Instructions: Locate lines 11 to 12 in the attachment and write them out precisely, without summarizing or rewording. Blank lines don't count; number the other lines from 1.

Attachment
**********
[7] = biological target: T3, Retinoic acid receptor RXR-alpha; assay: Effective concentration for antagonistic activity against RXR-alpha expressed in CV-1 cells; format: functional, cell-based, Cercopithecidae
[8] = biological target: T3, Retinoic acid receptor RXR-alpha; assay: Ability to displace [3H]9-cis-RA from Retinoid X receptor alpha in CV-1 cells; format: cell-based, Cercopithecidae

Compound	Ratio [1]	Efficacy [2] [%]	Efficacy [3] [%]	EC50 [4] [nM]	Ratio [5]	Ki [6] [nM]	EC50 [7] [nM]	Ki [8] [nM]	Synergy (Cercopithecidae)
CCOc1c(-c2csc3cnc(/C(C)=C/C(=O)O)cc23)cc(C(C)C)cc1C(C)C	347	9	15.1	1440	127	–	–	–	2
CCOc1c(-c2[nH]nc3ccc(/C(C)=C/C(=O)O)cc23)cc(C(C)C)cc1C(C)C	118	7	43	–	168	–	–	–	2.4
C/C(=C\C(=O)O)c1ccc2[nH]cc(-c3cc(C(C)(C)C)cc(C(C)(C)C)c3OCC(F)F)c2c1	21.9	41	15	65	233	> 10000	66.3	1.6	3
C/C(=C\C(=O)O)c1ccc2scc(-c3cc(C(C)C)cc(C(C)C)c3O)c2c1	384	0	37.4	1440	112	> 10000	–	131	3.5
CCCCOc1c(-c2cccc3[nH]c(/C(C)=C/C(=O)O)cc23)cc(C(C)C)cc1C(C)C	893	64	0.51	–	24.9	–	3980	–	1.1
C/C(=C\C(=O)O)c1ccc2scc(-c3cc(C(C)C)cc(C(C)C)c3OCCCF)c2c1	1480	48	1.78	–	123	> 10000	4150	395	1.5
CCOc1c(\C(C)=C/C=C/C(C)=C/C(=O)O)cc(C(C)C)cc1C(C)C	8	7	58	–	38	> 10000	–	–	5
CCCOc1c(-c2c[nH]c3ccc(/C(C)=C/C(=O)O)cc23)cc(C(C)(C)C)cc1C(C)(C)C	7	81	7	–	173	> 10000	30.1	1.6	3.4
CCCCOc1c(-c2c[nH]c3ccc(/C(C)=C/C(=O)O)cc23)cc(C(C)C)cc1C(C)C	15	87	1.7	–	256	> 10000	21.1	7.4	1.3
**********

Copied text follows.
CCCOc1c(-c2c[nH]c3ccc(/C(C)=C/C(=O)O)cc23)cc(C(C)(C)C)cc1C(C)(C)C	7	81	7	–	173	> 10000	30.1	1.6	3.4
CCCCOc1c(-c2c[nH]c3ccc(/C(C)=C/C(=O)O)cc23)cc(C(C)C)cc1C(C)C	15	87	1.7	–	256	> 10000	21.1	7.4	1.3